There is also the surprise in terms of his prices, something that piqued interest right from the very beginning: nothing on the menu is priced above P99—which should be good news for notoriously cheap and very discriminating Dumagueteños. “The goal,” Ritchie says, “was to make good food available and affordable to everyone, especially the student market here in Dumaguete. Healthy options need not put a burden in our budgets, and we have all been there, being students eating on a budget. We, however, hope to expand soon, and maybe we can also offer a different menu for those willing to pay more for a semi-fine dining experience. There have been requests for that already.”

Looking back, I remember making a promise to myself that I had to try KRI the moment I got back from the U.S. because it was all everybody was Twittering and Facebooking about. My first dish was the Negrense Fried Rice, because it promised so much of local flavor—and it was all that I could do to fill my palate with to erase the memory of American food. What I got was comfort food fried rice with tiny bits of carrot, plus some scallions and chorizo, topped with pork belly and then a sunny-side-up egg. It had a texture I found tender and enticing, the taste of the pork somehow lent a surprising softness by the yolky juice that soon covers the dish.

Soon, there were other favorites in my quest to try everything on the menu: the sambal chicken with stir-fried vegetables and later on the herb-crusted chicken breast with lemon caper beurre blanc, the spicy shrimp (sautéed with chili, garlic, and tomatoes) and the marinated tofu, and the oven-braised pork baby back ribs with San Miguel Beer barbecue sauce. I topped most of that, always, with a ginger lemonade, KRI’s specialty drink which has a delicious spicy kick to it.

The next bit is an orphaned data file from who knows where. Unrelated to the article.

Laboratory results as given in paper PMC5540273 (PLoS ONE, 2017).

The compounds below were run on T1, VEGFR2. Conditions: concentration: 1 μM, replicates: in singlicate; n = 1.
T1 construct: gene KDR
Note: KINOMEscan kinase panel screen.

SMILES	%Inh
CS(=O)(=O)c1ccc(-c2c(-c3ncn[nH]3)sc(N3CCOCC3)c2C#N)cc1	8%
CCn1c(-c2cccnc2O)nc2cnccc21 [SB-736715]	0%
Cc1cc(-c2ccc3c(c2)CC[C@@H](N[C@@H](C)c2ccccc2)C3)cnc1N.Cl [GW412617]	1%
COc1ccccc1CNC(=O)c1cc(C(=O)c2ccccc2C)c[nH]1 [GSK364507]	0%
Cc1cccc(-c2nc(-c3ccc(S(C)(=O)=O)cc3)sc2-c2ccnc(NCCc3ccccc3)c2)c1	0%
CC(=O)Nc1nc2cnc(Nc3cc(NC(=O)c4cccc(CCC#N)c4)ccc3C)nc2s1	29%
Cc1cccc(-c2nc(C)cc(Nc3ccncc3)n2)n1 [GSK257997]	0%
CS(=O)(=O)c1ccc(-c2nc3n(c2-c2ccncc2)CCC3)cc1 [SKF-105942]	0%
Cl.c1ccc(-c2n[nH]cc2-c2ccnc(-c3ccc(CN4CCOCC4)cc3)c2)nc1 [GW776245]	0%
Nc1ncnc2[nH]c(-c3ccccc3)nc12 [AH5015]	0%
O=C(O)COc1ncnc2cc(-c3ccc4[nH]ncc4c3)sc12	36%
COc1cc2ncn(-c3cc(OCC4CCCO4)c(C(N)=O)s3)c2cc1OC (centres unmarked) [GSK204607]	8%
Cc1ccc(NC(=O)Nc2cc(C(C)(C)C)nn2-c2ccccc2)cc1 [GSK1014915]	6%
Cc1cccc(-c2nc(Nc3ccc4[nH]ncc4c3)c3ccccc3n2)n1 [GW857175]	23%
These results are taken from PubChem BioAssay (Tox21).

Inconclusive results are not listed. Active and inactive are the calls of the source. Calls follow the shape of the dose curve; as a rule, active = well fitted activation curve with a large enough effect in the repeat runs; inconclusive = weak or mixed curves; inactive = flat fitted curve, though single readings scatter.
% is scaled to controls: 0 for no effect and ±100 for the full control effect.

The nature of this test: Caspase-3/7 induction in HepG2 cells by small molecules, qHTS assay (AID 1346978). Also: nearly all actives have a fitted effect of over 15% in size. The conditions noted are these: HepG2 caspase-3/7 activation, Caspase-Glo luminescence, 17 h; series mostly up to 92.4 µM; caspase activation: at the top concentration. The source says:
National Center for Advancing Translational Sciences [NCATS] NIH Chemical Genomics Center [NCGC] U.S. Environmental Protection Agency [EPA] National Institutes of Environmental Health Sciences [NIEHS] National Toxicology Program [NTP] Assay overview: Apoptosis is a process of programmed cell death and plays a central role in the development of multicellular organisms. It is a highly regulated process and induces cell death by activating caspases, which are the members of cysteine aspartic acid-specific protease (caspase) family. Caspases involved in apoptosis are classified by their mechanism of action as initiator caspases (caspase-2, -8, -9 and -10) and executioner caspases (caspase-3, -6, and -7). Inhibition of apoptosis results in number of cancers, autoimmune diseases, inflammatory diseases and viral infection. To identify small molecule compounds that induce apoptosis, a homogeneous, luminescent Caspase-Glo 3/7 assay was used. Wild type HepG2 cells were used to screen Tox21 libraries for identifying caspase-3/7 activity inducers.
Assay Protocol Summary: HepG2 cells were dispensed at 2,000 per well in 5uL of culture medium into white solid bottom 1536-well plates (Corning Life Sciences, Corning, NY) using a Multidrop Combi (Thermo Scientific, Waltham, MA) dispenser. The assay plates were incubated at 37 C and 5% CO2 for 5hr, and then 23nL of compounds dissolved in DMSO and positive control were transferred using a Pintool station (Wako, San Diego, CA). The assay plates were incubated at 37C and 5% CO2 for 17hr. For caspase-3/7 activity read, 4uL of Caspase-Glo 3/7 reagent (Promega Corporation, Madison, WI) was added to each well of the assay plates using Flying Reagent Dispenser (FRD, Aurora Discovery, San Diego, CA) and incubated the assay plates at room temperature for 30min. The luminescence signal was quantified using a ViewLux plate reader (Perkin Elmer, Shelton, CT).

And then there is the pad thai—perhaps the best one can find in the city—and the KRI burger with Swiss cheese and the turkey on ciabatta and the barbecued pulled pork. Once I had its Chocolate of the Week—a concoction so sinful I swore never to have it again, or at least have it with an intense sense of moderation. But always I turn to a dish that has become a favorite: its Fish of the Week. So far, the revolving recipes for that dish include sautéed tuna with shrimp and chili butter sauce, and later, pan-seared tuna bundled with vegetable rice paper rolls and strips of ham. Those dishes have some sacred succulence marinated in every quick bite, both of them tempting fares that fill us and seduce the tongue without overwhelming it with unnecessary kick.

Of course, I had to return more than once. And that is why I am the mayor of KRI.



The Fish of the Week, with apologies for the crappy camera resolution